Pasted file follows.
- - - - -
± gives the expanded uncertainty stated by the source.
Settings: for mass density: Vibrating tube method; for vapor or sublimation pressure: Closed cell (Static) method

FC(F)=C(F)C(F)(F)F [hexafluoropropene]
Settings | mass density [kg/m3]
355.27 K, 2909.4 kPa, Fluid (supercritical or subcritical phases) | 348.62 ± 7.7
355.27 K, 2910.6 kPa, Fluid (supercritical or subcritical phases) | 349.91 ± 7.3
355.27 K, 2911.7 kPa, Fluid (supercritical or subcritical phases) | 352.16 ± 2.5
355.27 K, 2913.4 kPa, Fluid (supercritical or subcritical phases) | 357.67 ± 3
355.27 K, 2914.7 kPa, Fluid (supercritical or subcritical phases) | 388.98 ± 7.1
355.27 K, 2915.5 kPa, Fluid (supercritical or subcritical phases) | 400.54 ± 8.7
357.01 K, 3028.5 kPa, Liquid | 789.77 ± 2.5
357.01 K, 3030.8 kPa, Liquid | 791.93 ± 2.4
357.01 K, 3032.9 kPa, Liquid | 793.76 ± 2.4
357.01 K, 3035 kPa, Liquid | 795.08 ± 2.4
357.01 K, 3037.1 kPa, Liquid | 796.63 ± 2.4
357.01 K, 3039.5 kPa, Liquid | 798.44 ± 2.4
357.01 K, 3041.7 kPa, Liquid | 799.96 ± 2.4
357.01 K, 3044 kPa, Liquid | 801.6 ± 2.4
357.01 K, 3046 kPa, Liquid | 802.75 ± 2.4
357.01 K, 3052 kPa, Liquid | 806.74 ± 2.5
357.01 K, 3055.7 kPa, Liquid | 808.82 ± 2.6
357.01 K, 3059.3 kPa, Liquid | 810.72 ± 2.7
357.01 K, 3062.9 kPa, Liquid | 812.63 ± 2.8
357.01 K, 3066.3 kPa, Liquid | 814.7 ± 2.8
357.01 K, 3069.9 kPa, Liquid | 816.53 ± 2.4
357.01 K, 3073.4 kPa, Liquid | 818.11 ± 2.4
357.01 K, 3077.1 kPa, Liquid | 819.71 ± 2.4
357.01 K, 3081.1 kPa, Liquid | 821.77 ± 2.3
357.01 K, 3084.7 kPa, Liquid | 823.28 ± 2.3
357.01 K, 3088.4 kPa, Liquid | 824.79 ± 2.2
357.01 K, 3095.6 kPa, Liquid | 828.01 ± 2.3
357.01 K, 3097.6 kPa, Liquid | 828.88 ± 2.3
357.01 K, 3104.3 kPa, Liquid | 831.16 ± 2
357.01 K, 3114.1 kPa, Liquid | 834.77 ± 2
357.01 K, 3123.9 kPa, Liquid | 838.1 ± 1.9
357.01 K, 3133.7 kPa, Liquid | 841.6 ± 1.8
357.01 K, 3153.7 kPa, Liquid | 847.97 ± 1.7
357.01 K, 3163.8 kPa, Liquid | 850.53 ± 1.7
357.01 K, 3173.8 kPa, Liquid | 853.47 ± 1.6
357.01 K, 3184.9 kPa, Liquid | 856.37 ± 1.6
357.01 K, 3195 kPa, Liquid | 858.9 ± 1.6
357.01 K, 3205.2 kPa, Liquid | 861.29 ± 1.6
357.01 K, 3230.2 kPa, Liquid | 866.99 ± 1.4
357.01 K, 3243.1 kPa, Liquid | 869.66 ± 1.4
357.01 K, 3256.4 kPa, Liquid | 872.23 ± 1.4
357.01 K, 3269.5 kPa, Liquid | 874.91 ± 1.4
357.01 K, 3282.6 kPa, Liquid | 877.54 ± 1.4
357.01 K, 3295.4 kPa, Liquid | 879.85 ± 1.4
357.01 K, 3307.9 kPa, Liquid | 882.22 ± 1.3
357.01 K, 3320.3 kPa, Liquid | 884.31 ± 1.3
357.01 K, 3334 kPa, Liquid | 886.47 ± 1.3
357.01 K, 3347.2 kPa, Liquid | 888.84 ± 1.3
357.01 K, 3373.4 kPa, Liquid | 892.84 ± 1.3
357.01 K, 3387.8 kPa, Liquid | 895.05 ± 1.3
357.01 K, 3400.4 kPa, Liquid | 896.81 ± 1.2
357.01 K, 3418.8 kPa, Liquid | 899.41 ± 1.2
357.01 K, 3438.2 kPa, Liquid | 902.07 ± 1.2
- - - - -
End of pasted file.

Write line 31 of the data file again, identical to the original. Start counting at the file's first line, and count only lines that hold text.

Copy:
357.01 K, 3095.6 kPa, Liquid | 828.01 ± 2.3